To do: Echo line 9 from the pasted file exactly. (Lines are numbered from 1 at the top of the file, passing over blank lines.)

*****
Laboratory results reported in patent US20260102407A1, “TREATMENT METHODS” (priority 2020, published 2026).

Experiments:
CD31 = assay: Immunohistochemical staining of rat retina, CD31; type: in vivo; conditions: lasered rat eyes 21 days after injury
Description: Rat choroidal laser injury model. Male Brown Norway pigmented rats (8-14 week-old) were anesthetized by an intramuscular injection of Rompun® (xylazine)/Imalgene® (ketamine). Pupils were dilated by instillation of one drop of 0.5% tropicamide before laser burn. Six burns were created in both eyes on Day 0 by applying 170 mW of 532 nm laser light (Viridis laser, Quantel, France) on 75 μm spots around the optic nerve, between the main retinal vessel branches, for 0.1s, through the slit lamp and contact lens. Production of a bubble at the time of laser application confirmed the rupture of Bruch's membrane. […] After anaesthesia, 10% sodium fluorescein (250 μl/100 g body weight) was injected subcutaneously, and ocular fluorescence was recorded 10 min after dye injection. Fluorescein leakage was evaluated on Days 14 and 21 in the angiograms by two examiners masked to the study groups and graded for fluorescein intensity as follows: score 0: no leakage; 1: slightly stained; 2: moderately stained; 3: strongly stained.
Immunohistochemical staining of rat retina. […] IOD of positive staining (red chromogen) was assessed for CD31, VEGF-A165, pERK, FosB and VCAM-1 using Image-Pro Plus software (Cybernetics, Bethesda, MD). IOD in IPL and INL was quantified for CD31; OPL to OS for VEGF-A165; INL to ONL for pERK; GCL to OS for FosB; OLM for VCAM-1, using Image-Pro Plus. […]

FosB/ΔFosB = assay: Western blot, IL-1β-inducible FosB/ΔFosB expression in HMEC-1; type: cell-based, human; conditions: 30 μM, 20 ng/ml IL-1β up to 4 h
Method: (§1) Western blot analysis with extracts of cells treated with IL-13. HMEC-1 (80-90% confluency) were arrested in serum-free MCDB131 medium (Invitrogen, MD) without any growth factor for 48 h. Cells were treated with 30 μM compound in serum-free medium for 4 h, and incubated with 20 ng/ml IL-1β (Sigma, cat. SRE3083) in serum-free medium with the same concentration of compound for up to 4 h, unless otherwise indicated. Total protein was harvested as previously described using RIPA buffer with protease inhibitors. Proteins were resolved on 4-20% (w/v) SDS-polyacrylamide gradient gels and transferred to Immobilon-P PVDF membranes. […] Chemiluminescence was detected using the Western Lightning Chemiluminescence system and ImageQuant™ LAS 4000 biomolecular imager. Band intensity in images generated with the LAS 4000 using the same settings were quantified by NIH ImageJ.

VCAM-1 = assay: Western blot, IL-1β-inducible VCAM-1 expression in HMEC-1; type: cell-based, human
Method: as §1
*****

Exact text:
Method: as §1